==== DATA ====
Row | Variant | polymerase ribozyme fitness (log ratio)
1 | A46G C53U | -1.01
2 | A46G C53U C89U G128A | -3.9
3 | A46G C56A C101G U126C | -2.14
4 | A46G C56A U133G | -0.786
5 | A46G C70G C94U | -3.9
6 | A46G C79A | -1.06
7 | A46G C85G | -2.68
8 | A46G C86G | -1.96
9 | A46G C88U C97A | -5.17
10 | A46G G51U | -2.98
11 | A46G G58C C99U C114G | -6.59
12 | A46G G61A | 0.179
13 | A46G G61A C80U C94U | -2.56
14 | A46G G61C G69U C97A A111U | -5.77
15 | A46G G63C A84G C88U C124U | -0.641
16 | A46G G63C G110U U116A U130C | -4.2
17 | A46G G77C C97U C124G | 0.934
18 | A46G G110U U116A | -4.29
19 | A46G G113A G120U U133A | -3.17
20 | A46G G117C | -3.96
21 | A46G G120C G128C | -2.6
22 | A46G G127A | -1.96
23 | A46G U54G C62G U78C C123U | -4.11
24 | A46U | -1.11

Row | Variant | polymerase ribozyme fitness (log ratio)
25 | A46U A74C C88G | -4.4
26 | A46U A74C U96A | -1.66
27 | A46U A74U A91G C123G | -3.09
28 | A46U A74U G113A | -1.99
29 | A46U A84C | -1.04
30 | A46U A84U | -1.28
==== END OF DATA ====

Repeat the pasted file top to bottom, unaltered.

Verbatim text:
Row | Variant | polymerase ribozyme fitness (log ratio)
1 | A46G C53U | -1.01
2 | A46G C53U C89U G128A | -3.9
3 | A46G C56A C101G U126C | -2.14
4 | A46G C56A U133G | -0.786
5 | A46G C70G C94U | -3.9
6 | A46G C79A | -1.06
7 | A46G C85G | -2.68
8 | A46G C86G | -1.96
9 | A46G C88U C97A | -5.17
10 | A46G G51U | -2.98
11 | A46G G58C C99U C114G | -6.59
12 | A46G G61A | 0.179
13 | A46G G61A C80U C94U | -2.56
14 | A46G G61C G69U C97A A111U | -5.77
15 | A46G G63C A84G C88U C124U | -0.641
16 | A46G G63C G110U U116A U130C | -4.2
17 | A46G G77C C97U C124G | 0.934
18 | A46G G110U U116A | -4.29
19 | A46G G113A G120U U133A | -3.17
20 | A46G G117C | -3.96
21 | A46G G120C G128C | -2.6
22 | A46G G127A | -1.96
23 | A46G U54G C62G U78C C123U | -4.11
24 | A46U | -1.11

Row | Variant | polymerase ribozyme fitness (log ratio)
25 | A46U A74C C88G | -4.4
26 | A46U A74C U96A | -1.66
27 | A46U A74U A91G C123G | -3.09
28 | A46U A74U G113A | -1.99
29 | A46U A84C | -1.04
30 | A46U A84U | -1.28